Recovery takes time. Money. Rebuilding. Re-assessing. Stamina and determination.
While the nation and our own loved ones recover, it can be difficult to know what the rest of us can do to help. If you have friends and family who have been directly impacted, it’s tough to find the right words to express that you sympathize with what they’re going through.
But providing emotional support during this time can be incredibly valuable.
NOTE: Contact BestFriends.org to report lost pets, look for your pets lost in Irma, or get information about volunteer and animal fostering opportunities.
If you’re not sure how to do that, here are a few suggestions from Dr. Baladerian.
- Listen and reflect. Say you’re so sorry, and you want to do everything you can to stick with them. As a supportive friend, just listen to them and validate their feelings.
- Let them mourn their loss. Your first instinct may be to jump in and say, “You can rebuild houses, but you can’t rebuild lives.” But there’s a good chance things will be different no matter how much rebuilding is done. Some of the islands and towns in Florida, some of the neighborhoods in Houston, some of the communities in the West ravaged by forest fires—they will not be the same, at least not in our lifetimes. A mourning time is needed in these early stages. Instead, it can be reassuring to say to a loved one, “I’m going to be with you until you have your house back,” or, “we’ll find our way together.”
- Help them focus on gratitude. Find a few facts to be grateful for, Dr. Baladerian says. Do a little list of appreciation and acknowledge what’s good. For many people, they’re simply happy to be alive, in which case you should focus on that. “You want to balance listening, being present, and noticing what’s good,” he says.
- Don’t underestimate long-distance support. After a disaster, people often don’t feel comfortable reaching out to their local friends and family for assistance, because they know they’re going through the same loss. Even if you aren’t anywhere near Florida or Texas or California, it’s worth it to post on Facebook to see if you can help anyone from afar. You might be surprised who responds, and your support and long-distance assistance can be instrumental.
- Understand that their feelings will fluctuate. After a disaster, it’s not uncommon for people to go through the five stages of grief (denial, anger, bargaining, depression and acceptance), Dr. Baladerian says. “They may experience a different stage on a daily basis at this point, so be prepared for whatever it is they’re feeling. And keep in mind that disaster recovery is a long-term process. Your loved ones may not “get over” their loss right away, and it can be a long time before their lives are back to a stable normal. Be patient and willing to listen or help throughout the recovery process.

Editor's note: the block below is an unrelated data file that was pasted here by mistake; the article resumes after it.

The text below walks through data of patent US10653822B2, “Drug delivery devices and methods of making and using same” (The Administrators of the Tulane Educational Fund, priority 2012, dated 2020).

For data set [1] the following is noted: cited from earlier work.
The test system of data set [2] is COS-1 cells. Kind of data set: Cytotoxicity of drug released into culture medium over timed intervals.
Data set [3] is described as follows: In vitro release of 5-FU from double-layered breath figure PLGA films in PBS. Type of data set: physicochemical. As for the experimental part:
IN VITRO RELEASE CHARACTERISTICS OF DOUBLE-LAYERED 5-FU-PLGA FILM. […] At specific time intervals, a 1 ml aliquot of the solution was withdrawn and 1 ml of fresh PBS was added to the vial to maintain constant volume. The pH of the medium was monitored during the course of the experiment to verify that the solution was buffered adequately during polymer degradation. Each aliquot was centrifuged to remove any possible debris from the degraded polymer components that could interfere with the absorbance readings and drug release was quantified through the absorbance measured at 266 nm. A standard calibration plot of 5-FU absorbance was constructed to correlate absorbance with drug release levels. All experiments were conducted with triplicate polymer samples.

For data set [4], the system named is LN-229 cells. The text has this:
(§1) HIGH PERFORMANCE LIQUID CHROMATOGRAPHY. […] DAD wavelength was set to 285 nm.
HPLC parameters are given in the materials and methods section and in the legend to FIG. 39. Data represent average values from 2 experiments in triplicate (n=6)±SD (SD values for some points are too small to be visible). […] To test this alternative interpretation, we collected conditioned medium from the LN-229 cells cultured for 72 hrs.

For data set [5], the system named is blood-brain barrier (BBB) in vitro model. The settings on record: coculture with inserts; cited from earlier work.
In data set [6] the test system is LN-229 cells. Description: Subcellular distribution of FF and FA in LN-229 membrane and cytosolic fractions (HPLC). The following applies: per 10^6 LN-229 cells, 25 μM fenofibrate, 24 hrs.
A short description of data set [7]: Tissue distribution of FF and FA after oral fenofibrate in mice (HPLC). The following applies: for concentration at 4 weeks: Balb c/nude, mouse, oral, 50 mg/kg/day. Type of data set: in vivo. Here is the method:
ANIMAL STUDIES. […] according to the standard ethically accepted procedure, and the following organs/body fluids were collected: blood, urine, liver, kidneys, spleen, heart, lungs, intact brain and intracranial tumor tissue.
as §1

For my friends out there who practice Wicca, Witchcraft or even positive thinking: Here is one additional way you can help. This spell was created by Avery Hunt (thetravelingwitch.com), who recently went through a natural disaster herself in Hurricane Harvey.
Please feel free to use this magical working to help those who are suffering from the natural disasters that have occurred in the world recently and could use some extra support.
You will need:
* Sage leaves
* Orange peel
* Cinnamon sticks
* water in a jar or bowl (preferably rainwater)
* A pot and a stove
* Paper and writing utensil
* Small piece or twine or green, white or pink yarn
Hold your container of water between your hands and take a moment to channel your love and protection for the victims into the water. You can identify specific people or simply trust that your magic will find those in greatest need. When you are finished charging the water with your magic, pour it into the pot and set it on the stove to boil.
Add the herbs and as you do say,
“I call on sage to protect and guard. Orange for the return of happier days. Cinnamon so luck may find those in need.”
Allow the mixture to simmer gently for 10-15 minutes.
While it’s simmering you can chant, meditate or write about your wishes for the victims of the natural disaster. If you write down your wishes be sure to save them.
After you’ve finished simmering the herbs, turn off the stove and allow the brew to cool completely. Take the liquid and the herbs to a place of significance to you (an outdoor space, preferably somewhere that you feel especially connected to your witchcraft). Hold the container with the brew and empower it once more with your wishes for the victims.
Take a deep breath and as you exhale pour the brew out onto the ground. Allow the power you’ve built to leave through your breath, through your hands and through your herbal brew into the earth and air to be carried to those who need it most.
If you wrote wishes for the victims, roll the paper tightly into a scroll, tie it closed and hang it outside your home until the next full moon.
I’m performing my spellwork and putting my bundles out this weekend. If you have a loved one you wish included, leave their information in a reply below.
Until next week, Blessed Be.